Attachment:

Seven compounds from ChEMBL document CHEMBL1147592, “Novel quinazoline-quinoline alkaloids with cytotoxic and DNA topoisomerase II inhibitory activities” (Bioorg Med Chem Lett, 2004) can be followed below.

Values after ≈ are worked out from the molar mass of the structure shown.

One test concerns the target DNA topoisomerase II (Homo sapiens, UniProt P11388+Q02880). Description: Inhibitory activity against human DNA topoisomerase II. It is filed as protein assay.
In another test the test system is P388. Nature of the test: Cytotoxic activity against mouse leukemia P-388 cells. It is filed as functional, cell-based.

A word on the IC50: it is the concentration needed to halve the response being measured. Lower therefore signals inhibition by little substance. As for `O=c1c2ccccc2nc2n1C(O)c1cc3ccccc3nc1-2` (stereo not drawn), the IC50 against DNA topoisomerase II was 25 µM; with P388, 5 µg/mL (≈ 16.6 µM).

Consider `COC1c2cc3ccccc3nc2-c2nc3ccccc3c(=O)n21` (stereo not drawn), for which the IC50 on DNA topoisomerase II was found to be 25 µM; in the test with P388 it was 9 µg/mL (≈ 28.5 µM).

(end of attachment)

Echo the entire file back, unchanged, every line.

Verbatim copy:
Seven compounds from ChEMBL document CHEMBL1147592, “Novel quinazoline-quinoline alkaloids with cytotoxic and DNA topoisomerase II inhibitory activities” (Bioorg Med Chem Lett, 2004) can be followed below.

Values after ≈ are worked out from the molar mass of the structure shown.

One test concerns the target DNA topoisomerase II (Homo sapiens, UniProt P11388+Q02880). Description: Inhibitory activity against human DNA topoisomerase II. It is filed as protein assay.
In another test the test system is P388. Nature of the test: Cytotoxic activity against mouse leukemia P-388 cells. It is filed as functional, cell-based.

A word on the IC50: it is the concentration needed to halve the response being measured. Lower therefore signals inhibition by little substance. As for `O=c1c2ccccc2nc2n1C(O)c1cc3ccccc3nc1-2` (stereo not drawn), the IC50 against DNA topoisomerase II was 25 µM; with P388, 5 µg/mL (≈ 16.6 µM).

Consider `COC1c2cc3ccccc3nc2-c2nc3ccccc3c(=O)n21` (stereo not drawn), for which the IC50 on DNA topoisomerase II was found to be 25 µM; in the test with P388 it was 9 µg/mL (≈ 28.5 µM).